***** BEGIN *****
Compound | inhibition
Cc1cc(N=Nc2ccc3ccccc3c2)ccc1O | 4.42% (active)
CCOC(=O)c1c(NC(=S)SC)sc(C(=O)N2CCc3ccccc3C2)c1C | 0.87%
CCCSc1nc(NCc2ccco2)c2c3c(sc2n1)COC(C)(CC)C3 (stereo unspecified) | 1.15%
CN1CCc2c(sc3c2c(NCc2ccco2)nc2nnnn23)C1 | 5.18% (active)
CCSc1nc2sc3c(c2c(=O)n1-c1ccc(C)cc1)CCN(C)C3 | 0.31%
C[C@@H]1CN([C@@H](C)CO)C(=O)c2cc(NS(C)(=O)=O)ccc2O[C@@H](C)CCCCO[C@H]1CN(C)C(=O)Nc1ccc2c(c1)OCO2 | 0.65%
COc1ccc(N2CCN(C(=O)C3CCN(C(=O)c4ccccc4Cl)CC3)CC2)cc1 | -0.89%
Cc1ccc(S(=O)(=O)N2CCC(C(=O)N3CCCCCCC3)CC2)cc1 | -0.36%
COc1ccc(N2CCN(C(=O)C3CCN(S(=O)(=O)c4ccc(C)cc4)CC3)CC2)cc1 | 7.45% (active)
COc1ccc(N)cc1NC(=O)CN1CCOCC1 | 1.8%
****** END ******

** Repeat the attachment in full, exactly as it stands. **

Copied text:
Compound | inhibition
Cc1cc(N=Nc2ccc3ccccc3c2)ccc1O | 4.42% (active)
CCOC(=O)c1c(NC(=S)SC)sc(C(=O)N2CCc3ccccc3C2)c1C | 0.87%
CCCSc1nc(NCc2ccco2)c2c3c(sc2n1)COC(C)(CC)C3 (stereo unspecified) | 1.15%
CN1CCc2c(sc3c2c(NCc2ccco2)nc2nnnn23)C1 | 5.18% (active)
CCSc1nc2sc3c(c2c(=O)n1-c1ccc(C)cc1)CCN(C)C3 | 0.31%
C[C@@H]1CN([C@@H](C)CO)C(=O)c2cc(NS(C)(=O)=O)ccc2O[C@@H](C)CCCCO[C@H]1CN(C)C(=O)Nc1ccc2c(c1)OCO2 | 0.65%
COc1ccc(N2CCN(C(=O)C3CCN(C(=O)c4ccccc4Cl)CC3)CC2)cc1 | -0.89%
Cc1ccc(S(=O)(=O)N2CCC(C(=O)N3CCCCCCC3)CC2)cc1 | -0.36%
COc1ccc(N2CCN(C(=O)C3CCN(S(=O)(=O)c4ccc(C)cc4)CC3)CC2)cc1 | 7.45% (active)
COc1ccc(N)cc1NC(=O)CN1CCOCC1 | 1.8%